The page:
would do for him to put in. "O," he said, "that wont buy a Bible, and I want the heathen should have it quick." After returning from church he said: "I wish there were a contribution every day, so I could give all my money-I like it." Dear boy! at the rate he had given he would soon exhaust his funds, for he had already given more than half his money. But his mother had taught him, that the Lord loveth a cheerful giver, and that he would lose nothing by lending liberally to the Lord. And he was realizing something of that truth, for he received, as a New-Year's present, a Prussian Thaler, (624 cents,) from a friend who knew nothing of his contribution to the missionary cause. When the church at large shall give as liberally, believing that God will most richly repay those that lend to him, your treasury, dear brethren, will not be so exhausted as it has recently been, and the desolate places will not call in vain for help as they too often now do.

The liberal giver.

We had a very interesting meeting of our Juvenile Missionary Society on Christmas day. About sixty happy young faces were assembled at my house to contemplate the condition of the heathen world, to engage in prayer for the benighted, and to look at their own obligations to the perishing and to themselves. The meeting was rendered solemn by alluding to the fact that one bright lad, who had enjoyed the meeting a year since, was now sleeping in the cold grave, having been very mysteriously drowned a few weeks since. After the devotional exercises a collection was taken of $4,77, for the foreign distribution of the Bible. One lad, under seven years of age, who contributed that day from his own little funds, of his own accord, 75 cents, and who never paid a shilling for toys or sweetmeats in his life, on the fast day that soon followed, threw into the missionary box two dimes and two half dimes. His father told him, before going to church, that one small piece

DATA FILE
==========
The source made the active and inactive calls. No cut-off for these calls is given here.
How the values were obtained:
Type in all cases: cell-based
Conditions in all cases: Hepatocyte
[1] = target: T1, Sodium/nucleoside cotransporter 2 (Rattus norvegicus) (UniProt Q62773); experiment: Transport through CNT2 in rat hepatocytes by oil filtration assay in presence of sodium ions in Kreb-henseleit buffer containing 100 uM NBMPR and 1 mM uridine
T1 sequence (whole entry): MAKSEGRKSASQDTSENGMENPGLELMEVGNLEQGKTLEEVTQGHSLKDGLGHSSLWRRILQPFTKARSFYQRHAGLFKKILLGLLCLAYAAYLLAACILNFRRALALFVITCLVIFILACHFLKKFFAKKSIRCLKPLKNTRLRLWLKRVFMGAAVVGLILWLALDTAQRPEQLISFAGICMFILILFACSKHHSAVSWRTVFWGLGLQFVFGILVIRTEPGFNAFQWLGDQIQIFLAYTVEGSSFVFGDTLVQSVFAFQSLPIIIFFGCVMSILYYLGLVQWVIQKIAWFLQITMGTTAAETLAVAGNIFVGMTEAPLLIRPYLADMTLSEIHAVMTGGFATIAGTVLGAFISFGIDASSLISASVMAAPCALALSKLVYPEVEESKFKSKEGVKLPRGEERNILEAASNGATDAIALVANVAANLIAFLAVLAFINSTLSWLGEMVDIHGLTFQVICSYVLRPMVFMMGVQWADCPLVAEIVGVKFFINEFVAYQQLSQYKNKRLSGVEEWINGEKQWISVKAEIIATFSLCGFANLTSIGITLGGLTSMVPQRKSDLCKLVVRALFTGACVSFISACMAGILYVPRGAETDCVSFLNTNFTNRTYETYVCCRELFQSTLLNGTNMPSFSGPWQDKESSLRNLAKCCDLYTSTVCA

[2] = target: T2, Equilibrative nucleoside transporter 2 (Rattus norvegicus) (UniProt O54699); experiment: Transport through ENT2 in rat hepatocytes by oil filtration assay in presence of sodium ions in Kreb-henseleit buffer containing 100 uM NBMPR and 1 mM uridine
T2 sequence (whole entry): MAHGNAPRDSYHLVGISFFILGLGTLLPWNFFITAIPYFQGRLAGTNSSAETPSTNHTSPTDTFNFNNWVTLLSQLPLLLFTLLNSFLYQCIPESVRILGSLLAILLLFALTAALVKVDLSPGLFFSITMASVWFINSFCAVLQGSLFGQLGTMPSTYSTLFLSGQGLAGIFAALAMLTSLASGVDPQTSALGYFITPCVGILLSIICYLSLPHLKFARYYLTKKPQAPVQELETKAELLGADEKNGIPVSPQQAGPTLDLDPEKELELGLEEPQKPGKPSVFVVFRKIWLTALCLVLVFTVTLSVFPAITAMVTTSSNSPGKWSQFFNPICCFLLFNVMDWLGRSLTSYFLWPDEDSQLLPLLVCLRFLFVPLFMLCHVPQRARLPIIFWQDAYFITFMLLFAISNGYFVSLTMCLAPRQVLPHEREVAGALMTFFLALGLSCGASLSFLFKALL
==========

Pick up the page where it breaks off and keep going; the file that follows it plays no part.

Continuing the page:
A lamentable Fact.

One great obstacle to the spread of the Gospel here, arises from the fact, that so large a proportion of the commu nity are, or have been, professors of religion. They have heard all, seen all, and as they imagine, felt all of Christianity-they are thoroughly Gospel hardened. They are of every grade, from the Judas and Simon Magus apostate, to the Demas outside and inside of the church, and the barren fig-tree genus of Christians, who while they live on the fat of the land, are naught but "cumberers of the ground." It takes a Christian, and one of Bunyan's "Great Heart" kind, to stem a tide of worldliness, like that which here sets perdition-wise from January to January, by day and by night. Thank God, therefore, that if the West is not the place to multiply converts, it may still be of vast service to the church as a refiner's furnace. From the fires in which she tests the moral integrity of the immigrant, there will eventually come forth, I trust, a chosen generation of Christians, men who will be willing to follow their Master through evil or